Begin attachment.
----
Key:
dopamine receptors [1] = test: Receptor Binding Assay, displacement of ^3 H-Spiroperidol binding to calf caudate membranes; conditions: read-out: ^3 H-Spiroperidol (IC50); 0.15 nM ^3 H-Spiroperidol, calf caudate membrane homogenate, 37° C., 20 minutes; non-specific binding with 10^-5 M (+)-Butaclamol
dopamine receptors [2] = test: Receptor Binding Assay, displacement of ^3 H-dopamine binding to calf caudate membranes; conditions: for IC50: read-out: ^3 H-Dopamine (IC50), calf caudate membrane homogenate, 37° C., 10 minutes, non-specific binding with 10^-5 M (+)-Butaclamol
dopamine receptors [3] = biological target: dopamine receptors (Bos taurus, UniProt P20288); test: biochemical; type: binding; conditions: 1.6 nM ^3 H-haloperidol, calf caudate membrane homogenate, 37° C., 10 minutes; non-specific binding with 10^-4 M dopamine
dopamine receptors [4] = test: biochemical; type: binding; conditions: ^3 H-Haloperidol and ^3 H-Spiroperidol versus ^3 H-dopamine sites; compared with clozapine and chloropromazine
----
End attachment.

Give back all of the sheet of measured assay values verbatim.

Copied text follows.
Key:
dopamine receptors [1] = test: Receptor Binding Assay, displacement of ^3 H-Spiroperidol binding to calf caudate membranes; conditions: read-out: ^3 H-Spiroperidol (IC50); 0.15 nM ^3 H-Spiroperidol, calf caudate membrane homogenate, 37° C., 20 minutes; non-specific binding with 10^-5 M (+)-Butaclamol
dopamine receptors [2] = test: Receptor Binding Assay, displacement of ^3 H-dopamine binding to calf caudate membranes; conditions: for IC50: read-out: ^3 H-Dopamine (IC50), calf caudate membrane homogenate, 37° C., 10 minutes, non-specific binding with 10^-5 M (+)-Butaclamol
dopamine receptors [3] = biological target: dopamine receptors (Bos taurus, UniProt P20288); test: biochemical; type: binding; conditions: 1.6 nM ^3 H-haloperidol, calf caudate membrane homogenate, 37° C., 10 minutes; non-specific binding with 10^-4 M dopamine
dopamine receptors [4] = test: biochemical; type: binding; conditions: ^3 H-Haloperidol and ^3 H-Spiroperidol versus ^3 H-dopamine sites; compared with clozapine and chloropromazine